But a lot has happened lately. There are signs that voters were turned off by Trump’s performance in the first presidential debate, in which he sought to bulldoze his opponent by talking over him. Then came the outbreak of Covid-19 cases at the White House. The Biden campaign, meanwhile, got through yesterday’s vice presidential debate without self-inflicted wounds.

“There’s been some repricing post the first and vice-president debate,” Alberto Gallo, head of macro strategies at asset management company Algebris Investments, said of the decline in volatility derivatives. Trump’s “not-so-great performance” has also had an impact, Gallo added.

An average of election polls compiled by FiveThirtyEight signal Biden’s lead has increased to 9.8 percentage points, up from 7.1 percentage points on Sept. 29. A poll by the New York Times and Siena College suggested that voters in Florida and Pennsylvania, two important swing states for the November election, disapproved of Trump’s bullying tone in the debate. A Biden victory by a larger margin could reduce the likelihood of a contested election, because there would be less to argue about in court.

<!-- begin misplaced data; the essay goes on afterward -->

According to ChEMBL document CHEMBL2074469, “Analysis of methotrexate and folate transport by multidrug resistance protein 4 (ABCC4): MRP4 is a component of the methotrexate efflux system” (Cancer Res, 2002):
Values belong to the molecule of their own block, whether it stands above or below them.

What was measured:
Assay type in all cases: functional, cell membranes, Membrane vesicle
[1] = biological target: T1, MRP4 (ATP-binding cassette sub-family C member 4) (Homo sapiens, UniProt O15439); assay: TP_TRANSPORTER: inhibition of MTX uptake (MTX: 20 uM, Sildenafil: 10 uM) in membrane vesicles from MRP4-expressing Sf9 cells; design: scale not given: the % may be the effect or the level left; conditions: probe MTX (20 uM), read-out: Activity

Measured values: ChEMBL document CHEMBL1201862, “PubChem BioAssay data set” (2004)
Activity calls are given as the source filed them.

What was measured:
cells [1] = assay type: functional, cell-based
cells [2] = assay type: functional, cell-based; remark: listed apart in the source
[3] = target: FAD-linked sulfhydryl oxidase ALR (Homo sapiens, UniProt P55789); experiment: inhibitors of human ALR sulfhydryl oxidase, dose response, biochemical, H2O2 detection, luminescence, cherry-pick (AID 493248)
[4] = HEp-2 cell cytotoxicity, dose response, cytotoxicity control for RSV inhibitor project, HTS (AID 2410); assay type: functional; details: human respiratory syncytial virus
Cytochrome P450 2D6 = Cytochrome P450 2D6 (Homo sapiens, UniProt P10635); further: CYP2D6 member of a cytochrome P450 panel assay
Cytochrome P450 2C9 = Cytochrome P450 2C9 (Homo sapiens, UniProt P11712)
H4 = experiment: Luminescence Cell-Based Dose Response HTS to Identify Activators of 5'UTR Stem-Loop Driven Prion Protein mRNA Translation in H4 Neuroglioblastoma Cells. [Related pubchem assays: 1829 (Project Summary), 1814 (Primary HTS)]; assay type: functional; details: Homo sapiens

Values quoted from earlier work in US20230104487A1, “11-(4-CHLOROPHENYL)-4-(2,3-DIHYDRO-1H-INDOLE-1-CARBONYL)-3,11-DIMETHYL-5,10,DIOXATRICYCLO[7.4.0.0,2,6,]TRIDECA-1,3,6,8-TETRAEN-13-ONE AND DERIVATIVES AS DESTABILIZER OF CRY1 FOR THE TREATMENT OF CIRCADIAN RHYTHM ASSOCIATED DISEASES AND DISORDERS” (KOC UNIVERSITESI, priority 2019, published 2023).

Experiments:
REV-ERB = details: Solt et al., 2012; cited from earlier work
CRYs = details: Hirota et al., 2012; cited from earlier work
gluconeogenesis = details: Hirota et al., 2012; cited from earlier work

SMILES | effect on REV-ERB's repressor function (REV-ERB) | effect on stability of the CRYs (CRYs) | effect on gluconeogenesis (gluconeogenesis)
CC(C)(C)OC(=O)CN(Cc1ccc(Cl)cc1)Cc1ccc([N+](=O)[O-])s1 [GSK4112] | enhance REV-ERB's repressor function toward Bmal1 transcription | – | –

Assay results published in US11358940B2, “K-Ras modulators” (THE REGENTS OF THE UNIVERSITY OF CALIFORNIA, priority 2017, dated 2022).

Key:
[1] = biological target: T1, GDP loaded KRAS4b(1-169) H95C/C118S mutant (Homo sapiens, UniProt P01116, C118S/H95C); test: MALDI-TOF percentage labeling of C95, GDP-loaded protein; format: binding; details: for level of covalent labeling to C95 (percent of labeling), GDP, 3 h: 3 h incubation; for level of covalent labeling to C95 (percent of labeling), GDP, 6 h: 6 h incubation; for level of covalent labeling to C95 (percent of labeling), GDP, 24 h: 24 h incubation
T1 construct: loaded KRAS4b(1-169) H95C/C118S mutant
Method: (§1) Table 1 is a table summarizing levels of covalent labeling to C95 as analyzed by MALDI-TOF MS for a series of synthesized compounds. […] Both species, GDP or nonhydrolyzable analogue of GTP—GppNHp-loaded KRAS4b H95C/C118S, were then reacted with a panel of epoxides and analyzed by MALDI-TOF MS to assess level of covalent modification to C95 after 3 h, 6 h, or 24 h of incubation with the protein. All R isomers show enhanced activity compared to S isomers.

The Nov. 3 vote is likely to be close in some key states, potentially leading to disputes, while mail-in ballot counts could delay the results. And traders are probably haunted by the memory of the 2016 presidential election, in which many investors were caught off guard by Trump’s victory.

But this time around, some analysts think traders have overcorrected when it comes to the risk of a contested vote. “Although we think that these probabilities now look too high, a contested election outcome is still a real risk and one that could have significant—albeit perhaps temporary—asset market impacts,” analysts at Goldman Sachs wrote in a note published Oct. 6. “Market pressure from an election delay should, in most circumstances, ultimately be a temporary phenomenon.”

This story has been corrected in the fifth paragraph to show that Algebris Investments is an asset manager, not a hedge fund. 

📬 Sign up for the Daily Brief

Our free, fast, and fun briefing on the global economy, delivered every weekday morning.